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China’s dual-listed tech giants lost $60 billion in market value over three days as delisting threats loom

Alibaba collapse Jack Ma attends the 5th World Zhejiang Entrepreneurs Convention at Hangzhou International Expo Centre on November 13, 2019 in Hangzhou, Zhejiang Area of responsibility of China.

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China’s dual-listed tech giants — Alibaba, Baidu, JD.com, and Netease — have collectively obsolete billions in market value in just days.

The losses come amid the threat of potential de-listings from U.S. investment exchanges.

As of Friday’s close in Hong Kong, the market capitalization of the four dual-listed tech stocks have destruction 468.64 billion Hong Kong dollars (about $60.31 billion) in three days, according to CNBC calculations of details accessed through Refinitiv Eikon.

Here’s a list showing how much each of the companies, which are also recorded in the U.S., lost in terms of market capitalization.

Between Tuesday’s close to Friday’s close in Hong Kong:

  • Alibaba: Gone by the board 303.1 billion Hong Kong dollars ($39 billion)
  • Baidu : Lost 107.54 billion Hong Kong dollars
  • JD.com: Destroyed 30.674 billion Hong Kong dollars
  • Netease: Lost 27.334 billion Hong Kong dollars

Well-known among them is Baidu, China’s largest search engine, which made a lackluster debut in its Hong Kong imitated listing on Tuesday. The shares ended flat on the first day of trading.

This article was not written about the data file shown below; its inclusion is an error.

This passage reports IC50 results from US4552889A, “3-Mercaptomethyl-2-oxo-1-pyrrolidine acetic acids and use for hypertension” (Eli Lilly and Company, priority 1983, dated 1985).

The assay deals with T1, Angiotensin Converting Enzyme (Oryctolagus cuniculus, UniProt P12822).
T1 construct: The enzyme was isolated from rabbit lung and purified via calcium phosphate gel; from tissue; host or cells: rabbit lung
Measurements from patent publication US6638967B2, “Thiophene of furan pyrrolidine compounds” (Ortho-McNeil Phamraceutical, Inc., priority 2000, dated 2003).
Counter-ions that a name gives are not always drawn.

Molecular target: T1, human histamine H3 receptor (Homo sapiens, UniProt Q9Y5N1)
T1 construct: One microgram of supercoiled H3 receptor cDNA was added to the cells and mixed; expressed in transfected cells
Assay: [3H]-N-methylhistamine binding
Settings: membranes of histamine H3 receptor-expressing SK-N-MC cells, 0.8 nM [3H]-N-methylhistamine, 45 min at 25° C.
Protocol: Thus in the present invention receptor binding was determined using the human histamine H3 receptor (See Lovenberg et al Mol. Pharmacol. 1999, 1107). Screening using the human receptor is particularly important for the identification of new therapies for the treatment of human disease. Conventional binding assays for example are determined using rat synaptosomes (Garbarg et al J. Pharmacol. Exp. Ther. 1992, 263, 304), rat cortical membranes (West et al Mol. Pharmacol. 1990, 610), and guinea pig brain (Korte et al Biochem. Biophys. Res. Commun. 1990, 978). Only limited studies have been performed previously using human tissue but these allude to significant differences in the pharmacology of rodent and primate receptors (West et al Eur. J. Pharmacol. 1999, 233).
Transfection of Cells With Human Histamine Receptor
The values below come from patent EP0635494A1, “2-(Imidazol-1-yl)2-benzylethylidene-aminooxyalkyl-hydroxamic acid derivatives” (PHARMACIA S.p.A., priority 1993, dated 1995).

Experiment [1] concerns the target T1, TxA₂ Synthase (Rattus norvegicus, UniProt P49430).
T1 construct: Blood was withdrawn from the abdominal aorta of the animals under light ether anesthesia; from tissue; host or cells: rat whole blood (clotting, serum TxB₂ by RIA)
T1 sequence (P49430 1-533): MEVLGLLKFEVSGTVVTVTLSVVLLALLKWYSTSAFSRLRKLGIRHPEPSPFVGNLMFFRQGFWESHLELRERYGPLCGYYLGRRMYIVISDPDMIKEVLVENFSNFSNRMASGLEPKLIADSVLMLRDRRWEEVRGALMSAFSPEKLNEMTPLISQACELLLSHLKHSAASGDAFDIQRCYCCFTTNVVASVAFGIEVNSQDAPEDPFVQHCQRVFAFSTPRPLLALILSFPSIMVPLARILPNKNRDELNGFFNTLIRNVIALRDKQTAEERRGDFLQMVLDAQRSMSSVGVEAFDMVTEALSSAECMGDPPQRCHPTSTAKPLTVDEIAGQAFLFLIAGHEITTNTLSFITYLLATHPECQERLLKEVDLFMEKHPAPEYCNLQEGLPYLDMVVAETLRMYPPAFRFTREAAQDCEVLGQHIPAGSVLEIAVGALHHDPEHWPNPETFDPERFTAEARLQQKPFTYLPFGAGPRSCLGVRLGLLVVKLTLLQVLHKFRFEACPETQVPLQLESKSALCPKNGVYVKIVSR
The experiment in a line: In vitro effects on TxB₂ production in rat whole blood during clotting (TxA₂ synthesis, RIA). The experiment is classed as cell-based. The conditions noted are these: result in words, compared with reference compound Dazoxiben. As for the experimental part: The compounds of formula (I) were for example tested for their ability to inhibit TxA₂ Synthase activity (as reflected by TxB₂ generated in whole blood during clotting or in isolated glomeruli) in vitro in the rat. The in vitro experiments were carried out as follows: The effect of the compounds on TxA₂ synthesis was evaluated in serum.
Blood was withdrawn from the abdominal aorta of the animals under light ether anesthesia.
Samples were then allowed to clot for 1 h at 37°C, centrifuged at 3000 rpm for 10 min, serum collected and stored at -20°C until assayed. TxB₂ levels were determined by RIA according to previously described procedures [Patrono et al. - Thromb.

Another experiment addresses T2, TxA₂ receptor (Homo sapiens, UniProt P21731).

On Wednesday, the U.S. Securities and Exchange Commission (SEC) adopted a law that intimidates to remove companies from the U.S. stock exchanges unless they comply with American auditing standards.

Recalled as the Holding Foreign Companies Accountable Act, the law was passed by the administration of former President Donald Trump.

Firms identified by the SEC whim require auditing by a U.S. watchdog and need to show that they are not owned or controlled by a government entity in a foreign area. Companies will also have to name any board members who are Chinese Communist Party officials, the SEC said in a Wednesday communication.

In addition to those regulatory uncertainties, China’s tech firms are also facing potential challenges domestically as Beijing tightens its grapple on the fast-expanding sector and establishes anti-monopoly laws in financial technology and e-commerce.

Reuters reported earlier this week that Chinese tech conglomerate Tencent’s down met with Chinese antitrust officials this month to discuss compliance at his group.

In a high-profile crackdown last year, the IPO of Ant Grouping — which was touted to be the biggest in the world — was abruptly suspended just days before its debut. The billionaire founder of Alibaba Jack Ma is the controller of Ant Aggregation.

Beyond those concerns, the tech sector as a whole globally has also come under pressure as bond takings have risen. Rising yields hurt growth stocks, which many in the tech sector are part of, as they cut the relative value of future earnings.

Furthermore, as optimism rises over a potential global economic recovery from the pandemic, investors may look to swap their portfolios away from tech, and into other areas such as stocks that gain as the restraint recovers.

— CNBC’s Arjun Kharpal contributed to this report.

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